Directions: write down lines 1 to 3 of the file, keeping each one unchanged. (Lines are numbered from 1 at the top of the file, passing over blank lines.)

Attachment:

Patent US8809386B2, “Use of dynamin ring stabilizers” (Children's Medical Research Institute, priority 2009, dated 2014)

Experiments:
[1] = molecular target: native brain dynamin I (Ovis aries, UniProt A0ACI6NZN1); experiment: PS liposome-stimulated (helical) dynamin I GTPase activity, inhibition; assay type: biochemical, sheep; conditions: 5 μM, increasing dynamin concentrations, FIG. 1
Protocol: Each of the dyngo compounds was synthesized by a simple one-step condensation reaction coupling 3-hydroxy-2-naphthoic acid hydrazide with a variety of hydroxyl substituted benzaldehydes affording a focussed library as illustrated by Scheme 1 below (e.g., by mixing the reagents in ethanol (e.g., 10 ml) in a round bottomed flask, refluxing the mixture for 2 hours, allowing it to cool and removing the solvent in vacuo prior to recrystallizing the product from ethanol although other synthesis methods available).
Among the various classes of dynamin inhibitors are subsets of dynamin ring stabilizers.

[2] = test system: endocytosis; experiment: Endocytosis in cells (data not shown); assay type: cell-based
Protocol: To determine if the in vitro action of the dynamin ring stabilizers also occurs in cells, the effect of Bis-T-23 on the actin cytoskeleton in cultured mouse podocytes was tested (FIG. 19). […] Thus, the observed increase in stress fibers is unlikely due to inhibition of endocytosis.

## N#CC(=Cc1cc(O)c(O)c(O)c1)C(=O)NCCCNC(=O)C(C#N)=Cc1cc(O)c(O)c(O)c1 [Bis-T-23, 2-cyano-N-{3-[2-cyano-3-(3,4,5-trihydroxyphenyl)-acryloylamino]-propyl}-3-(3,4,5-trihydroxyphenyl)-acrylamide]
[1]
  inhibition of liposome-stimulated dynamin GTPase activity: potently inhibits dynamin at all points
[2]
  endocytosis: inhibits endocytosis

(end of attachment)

Patent US8809386B2, “Use of dynamin ring stabilizers” (Children's Medical Research Institute, priority 2009, dated 2014)

Experiments:
[1] = molecular target: native brain dynamin I (Ovis aries, UniProt A0ACI6NZN1); experiment: PS liposome-stimulated (helical) dynamin I GTPase activity, inhibition; assay type: biochemical, sheep; conditions: 5 μM, increasing dynamin concentrations, FIG. 1